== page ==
It’s weird. Over the years, my friends have never been able to even pronounce the name “Mediaite,” but they’ve always loved to hear “famous person hates Jon” stories. People find those really interesting. In fact, don’t tell my girlfriend this but it’s almost a shame we’ve been together the entire time I’ve worked here. I never got to test and see if “Keith Olbermann thinks I’m one of the worst people in the world” is a pickup line that can get you laid at a bar.

And, of course, some are bad memories like…well…like basically the memory of watching every single thing I had to cover while here. Seriously, cable news, Jesus Christ. I have to assume that there was a time, at some point in human history, where Americans preferred their news to actually be a presentation of facts rather than a cushiony blanket of “interpretation” designed purely to confirm what the uninformed viewer actually thinks while protecting corporate overlords from any and all bad press.

Whatever. I’m never going to watch cable news again. Except for the day after Obama wins. Then I’m gonna watch Fox News for 24 hours straight. Any guesses on who’s gonna cry?

But, despite having my belief in journalism downgraded from “These people speak truth to power” to “On the upside, Erin Burnett is pretty” over the course of a few short years (not to mention the countless columns I had to write, fruitlessly explaining to educated adults that, hey, restricting the rights of a minority group for no reason isn’t really an American thing to do), I would count this as a positive experience.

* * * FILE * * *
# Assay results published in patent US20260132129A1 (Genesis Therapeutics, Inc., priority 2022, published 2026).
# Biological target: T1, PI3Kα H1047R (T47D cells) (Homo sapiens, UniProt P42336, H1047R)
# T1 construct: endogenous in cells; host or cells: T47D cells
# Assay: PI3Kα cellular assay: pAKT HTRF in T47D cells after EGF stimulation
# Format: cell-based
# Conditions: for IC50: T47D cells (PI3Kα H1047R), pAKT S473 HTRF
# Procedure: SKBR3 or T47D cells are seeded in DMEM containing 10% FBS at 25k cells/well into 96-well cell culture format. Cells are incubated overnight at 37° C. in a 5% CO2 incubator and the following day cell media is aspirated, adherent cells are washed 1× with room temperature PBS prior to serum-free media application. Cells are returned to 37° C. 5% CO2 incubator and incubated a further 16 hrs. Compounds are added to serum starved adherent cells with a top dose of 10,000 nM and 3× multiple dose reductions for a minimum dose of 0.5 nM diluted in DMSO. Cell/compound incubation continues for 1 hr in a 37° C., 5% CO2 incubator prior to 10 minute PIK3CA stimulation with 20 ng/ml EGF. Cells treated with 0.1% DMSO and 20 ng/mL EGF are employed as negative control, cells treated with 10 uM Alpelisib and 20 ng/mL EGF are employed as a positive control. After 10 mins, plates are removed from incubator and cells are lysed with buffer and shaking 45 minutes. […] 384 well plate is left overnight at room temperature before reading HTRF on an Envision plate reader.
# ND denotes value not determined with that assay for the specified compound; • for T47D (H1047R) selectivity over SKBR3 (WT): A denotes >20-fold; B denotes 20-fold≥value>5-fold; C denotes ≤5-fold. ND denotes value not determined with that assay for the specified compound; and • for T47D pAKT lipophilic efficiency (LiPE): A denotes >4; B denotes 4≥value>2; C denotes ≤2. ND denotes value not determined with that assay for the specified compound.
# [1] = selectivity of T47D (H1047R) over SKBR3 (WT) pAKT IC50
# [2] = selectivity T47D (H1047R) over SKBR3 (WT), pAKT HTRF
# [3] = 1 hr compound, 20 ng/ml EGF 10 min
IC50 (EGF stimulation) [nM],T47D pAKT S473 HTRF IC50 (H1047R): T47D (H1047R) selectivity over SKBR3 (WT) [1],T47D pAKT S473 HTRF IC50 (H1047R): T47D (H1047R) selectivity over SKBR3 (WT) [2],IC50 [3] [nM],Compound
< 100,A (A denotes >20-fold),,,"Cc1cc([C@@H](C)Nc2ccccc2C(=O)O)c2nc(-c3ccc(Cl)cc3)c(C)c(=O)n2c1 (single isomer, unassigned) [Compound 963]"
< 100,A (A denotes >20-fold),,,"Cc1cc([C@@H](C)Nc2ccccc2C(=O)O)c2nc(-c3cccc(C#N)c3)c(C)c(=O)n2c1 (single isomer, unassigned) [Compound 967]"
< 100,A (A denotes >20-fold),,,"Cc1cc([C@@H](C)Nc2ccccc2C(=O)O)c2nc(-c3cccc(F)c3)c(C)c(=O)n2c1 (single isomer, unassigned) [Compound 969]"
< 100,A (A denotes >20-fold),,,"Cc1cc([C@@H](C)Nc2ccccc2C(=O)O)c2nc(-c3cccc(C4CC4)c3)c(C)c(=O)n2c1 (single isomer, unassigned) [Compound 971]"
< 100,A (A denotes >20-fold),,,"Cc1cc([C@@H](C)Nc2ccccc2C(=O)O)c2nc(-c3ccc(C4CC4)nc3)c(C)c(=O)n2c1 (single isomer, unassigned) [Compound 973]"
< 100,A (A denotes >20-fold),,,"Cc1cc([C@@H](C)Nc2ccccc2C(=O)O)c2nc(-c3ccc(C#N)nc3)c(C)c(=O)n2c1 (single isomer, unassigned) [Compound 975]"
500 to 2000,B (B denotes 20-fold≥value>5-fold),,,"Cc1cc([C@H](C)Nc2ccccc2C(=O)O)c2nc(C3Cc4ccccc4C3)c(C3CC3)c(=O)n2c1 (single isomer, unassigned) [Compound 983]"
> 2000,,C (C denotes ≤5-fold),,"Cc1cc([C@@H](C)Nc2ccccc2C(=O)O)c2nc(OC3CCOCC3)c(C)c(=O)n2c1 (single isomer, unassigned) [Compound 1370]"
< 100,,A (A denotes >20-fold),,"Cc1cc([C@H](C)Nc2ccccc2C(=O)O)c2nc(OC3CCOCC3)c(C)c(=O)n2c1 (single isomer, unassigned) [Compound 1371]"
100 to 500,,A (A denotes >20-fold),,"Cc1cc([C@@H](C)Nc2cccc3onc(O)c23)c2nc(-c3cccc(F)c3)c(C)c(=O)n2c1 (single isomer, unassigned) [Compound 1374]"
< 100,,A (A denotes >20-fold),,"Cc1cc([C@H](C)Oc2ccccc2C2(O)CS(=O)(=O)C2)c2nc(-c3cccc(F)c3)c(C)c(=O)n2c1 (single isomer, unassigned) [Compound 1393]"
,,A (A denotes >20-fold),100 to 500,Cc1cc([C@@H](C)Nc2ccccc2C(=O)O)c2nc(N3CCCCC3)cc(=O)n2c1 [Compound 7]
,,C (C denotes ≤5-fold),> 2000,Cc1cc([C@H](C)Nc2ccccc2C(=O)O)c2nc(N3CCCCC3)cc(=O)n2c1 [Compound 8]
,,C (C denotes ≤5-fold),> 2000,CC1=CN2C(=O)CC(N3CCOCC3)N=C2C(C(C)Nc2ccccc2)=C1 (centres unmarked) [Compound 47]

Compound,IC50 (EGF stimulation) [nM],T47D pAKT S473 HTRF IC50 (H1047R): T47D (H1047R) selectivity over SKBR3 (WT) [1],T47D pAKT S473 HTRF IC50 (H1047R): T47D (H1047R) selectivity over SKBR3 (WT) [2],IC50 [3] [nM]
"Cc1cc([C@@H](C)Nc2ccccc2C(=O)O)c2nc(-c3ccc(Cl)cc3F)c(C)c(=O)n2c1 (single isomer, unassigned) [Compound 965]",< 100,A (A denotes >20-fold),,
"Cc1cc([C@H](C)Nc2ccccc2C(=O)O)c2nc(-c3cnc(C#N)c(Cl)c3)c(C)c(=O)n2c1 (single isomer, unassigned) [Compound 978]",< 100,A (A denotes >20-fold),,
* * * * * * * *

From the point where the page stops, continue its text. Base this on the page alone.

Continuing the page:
And that has everything to do with the wonderful people I worked with.

From the day I interviewed for this job with Colby, Andrew, and Robert, everyone here has been incredible. From that batch of interns I worked with on my first day (Frances, Dan, and Glenn), to the amazing Mediaite staff I’m leaving behind (Alex, Meenal, Tommy, Noah, Josh, Andrew, and Jon on the phone), this has been one of the greatest groups of people around. And that includes every Mediaite writer who left before me (Steve, Glynnis, Rachel, James, Nando, Mark, so many more), all of our great interns, the writers of all the other sites, Sarah and the wonderful office managers, the sales team, the tech people, the big guy, Dan, and basically everyone who’s walked through any of the doors that we called our own.

That includes Cyndi Lauper! I didn’t go to your party, Cyndi, but I’ll always love “Time After Time”!

And, of course, the readers. What can I say about the readers. I mean, I probably shouldn’t say anything since past experience predicts that most of you only read my headline and immediately jumped to the comments to tell me how wrong I am. However, for those of you who stuck around, let me say that it’s really been a blessing. Seriously. There are some bad apples in there but mostly I’ve gotten the privilege of writing to one of the most passionate and energized batches of people ever, people who debate because they truly care. I just wish they didn’t care so much about cable news. You guys know that stuff sucks, right?

But I’ll miss you wacky people. I’ll miss you a bunch. So farewell. If you ever miss me too, feel free to follow my Twitterz or my TumbleTums or my BingleBangle or whatever other social media thing is going on. Or just go through my author back catalog here, preferably while listening to Harry Nilsson’s “Without You” on repeat.

So long, everybody.

Final thought: For those of you who’ve always wondered how to make your Labor Day weekend last longer, I think I’ve figured out the perfect way!

Have a tip we should know?